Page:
also drop percentage points for sleeping, texting, or using your computer or phone while in class.
Grade Breakdown:
Student Partnership: 5%
Reading Assignments: 50%
Source Papers: 20%
Exams: 20%
Attendance and Participation: 5%

Date
T Jan 13
TH Jan 15
T Jan 20

Topics and recommended readings


1st day of class
Explanation of class, SREHUP
Homeless Statistics, Definitions
Stages of Homelessness/ Middle Ages

TH Jan 22

The Birth of Modern Homelessness: Industrial Revolution

T Jan 27
TH Jan 29
T Feb 3
TH Feb 5

Ideas about Poverty: Thomas Malthus and the Myth of Overpopulation


Ideas about Poverty: Eugenics
Treatment of Poverty: Orphan Trains and Foster Care
Treatment of Poverty: Jacob Riis, The Jungle, muckraking, and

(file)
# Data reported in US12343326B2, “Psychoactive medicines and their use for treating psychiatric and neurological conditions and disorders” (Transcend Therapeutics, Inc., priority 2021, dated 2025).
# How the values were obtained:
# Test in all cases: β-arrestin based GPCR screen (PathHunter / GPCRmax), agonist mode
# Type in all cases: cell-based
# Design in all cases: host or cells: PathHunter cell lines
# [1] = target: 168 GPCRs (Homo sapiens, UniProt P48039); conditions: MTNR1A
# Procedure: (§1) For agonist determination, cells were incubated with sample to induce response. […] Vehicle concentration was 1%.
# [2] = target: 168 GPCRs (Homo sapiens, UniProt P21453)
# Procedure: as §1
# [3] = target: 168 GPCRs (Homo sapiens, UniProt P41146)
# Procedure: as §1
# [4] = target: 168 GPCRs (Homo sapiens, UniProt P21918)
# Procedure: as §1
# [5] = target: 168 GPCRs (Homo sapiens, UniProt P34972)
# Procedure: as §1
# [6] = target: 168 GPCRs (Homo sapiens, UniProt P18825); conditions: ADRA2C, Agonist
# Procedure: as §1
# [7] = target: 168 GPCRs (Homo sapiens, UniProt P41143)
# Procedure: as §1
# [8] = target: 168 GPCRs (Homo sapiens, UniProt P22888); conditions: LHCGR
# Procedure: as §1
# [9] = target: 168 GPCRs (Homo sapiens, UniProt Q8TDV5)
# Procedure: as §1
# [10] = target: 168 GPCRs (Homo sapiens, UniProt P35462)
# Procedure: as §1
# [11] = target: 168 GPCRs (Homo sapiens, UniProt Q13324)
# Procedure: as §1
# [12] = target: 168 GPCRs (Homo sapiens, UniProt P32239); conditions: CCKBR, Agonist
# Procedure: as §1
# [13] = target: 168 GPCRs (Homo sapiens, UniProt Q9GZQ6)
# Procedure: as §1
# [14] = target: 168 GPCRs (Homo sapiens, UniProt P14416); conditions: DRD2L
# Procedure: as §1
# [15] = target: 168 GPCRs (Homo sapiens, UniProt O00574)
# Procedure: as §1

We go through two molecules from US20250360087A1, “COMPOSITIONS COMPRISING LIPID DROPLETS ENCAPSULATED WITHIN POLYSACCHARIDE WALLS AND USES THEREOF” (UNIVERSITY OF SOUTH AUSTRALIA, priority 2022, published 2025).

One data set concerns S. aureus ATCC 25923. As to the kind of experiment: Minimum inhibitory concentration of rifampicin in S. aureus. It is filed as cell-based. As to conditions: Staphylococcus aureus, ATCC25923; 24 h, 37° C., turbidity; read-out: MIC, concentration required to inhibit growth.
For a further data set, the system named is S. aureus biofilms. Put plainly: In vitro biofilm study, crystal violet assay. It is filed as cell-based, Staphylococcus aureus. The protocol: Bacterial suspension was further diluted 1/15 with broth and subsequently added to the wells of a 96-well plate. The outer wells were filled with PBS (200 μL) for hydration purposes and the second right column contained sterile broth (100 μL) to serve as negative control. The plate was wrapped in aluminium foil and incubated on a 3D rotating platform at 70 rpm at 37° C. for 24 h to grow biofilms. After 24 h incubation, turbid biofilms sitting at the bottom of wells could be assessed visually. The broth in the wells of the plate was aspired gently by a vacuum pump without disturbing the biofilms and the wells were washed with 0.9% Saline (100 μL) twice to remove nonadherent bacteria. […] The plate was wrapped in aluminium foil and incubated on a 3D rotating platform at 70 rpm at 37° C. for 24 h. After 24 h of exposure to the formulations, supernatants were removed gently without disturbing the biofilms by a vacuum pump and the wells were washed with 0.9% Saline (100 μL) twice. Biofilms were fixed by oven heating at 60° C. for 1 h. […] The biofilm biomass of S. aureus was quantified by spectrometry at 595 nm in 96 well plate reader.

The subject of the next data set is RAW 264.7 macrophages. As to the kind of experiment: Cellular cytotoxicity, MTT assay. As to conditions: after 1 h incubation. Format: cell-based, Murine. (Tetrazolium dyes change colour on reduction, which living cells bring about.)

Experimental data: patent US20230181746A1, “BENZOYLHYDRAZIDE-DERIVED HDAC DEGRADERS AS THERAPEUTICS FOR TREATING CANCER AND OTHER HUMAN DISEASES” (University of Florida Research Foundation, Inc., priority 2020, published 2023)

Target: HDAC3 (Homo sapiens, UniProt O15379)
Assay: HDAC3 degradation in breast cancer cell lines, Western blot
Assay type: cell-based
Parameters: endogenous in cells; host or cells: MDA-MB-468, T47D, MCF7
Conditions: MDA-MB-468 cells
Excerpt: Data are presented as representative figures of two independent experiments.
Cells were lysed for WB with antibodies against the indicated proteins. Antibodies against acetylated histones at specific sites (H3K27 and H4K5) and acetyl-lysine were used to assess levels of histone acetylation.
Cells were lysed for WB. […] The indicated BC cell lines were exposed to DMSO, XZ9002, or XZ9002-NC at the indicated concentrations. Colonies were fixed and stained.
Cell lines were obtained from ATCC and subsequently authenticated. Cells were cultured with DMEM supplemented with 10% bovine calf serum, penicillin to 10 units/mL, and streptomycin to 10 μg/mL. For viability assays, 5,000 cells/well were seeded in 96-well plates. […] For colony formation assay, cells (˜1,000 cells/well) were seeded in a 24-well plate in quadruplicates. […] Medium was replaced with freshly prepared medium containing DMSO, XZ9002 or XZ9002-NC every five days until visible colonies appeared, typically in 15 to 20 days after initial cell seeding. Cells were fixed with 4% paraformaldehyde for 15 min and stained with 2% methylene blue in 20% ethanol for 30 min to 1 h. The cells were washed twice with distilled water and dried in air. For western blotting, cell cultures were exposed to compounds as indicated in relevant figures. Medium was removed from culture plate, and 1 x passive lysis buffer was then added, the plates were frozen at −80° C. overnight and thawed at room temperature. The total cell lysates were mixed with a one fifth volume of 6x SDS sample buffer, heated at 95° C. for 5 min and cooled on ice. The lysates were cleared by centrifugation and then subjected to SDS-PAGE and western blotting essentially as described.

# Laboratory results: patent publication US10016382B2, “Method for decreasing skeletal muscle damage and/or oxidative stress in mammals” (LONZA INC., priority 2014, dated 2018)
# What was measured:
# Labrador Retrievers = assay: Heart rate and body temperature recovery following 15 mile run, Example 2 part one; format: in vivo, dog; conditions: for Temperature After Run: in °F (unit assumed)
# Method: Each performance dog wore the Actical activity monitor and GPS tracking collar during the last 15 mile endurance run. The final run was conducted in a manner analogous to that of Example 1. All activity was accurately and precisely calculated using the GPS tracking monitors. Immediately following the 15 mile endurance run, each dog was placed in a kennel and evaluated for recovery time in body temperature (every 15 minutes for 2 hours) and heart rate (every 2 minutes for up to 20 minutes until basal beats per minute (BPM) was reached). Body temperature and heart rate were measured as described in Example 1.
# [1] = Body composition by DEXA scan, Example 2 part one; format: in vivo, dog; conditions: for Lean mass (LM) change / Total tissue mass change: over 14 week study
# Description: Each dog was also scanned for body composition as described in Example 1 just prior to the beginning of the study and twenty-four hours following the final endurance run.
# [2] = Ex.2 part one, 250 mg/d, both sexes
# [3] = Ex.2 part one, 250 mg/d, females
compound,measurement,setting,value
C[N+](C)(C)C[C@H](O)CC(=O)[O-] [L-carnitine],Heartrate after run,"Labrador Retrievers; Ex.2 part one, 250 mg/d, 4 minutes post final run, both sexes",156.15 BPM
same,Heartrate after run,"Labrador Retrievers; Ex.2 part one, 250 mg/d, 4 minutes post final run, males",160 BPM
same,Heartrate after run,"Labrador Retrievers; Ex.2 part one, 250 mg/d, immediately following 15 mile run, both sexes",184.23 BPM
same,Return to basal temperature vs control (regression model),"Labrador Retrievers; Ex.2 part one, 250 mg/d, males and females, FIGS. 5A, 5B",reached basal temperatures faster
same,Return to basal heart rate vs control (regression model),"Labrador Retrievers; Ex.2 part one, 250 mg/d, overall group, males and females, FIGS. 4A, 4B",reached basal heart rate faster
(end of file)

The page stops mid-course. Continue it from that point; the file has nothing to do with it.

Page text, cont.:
journalistic passing or slumming
Treatment of Poverty: White Industrial Savior Complex
Undercover Boss
The Corporation, Case Histories
Slavoj Zizek
Treatment of Poverty: Jane Adams and Service Learning
Race: The Power of an Illusion
Race: The Power of an Illusion
Race: The Power of an Illusion
Race: The Power of an Illusion
No Class: Fall Break

T Feb 10

TH Feb 12
T Feb 17
TH Feb 19
T Feb 24
TH Feb 26
T Mar 3
TH Mar 5
T Mar 10
TH Mar 12
T Mar 17
TH Mar 19
T Mar 24
TH Mar 26
T Mar 31
TH Apr 2
T Apr 7
TH Apr 9
T Apr 14

No Class: Fall Break


Andre
Framing the argument: Housing as a Right, and Cost of homelessness,
Ayn Rand vs. Karl Marx
Deinstitutionalization and Homelessness
Deinstitutionalization and Homelessness
Schools as Pipelines for prison and homelessness
War on Drugs
Urban Renewal
Easter: No Class
Change from industrial economy to service economy
Special Groups: Age, Veterans, Foster Care, HIV
Housing

TH Apr 16
T Apr 21
TH Apr 23
T Apr 28
TH Apr 30

No Class- Thanksgiving
Solutions
Solutions
No Class- Deemed a Friday
Solutions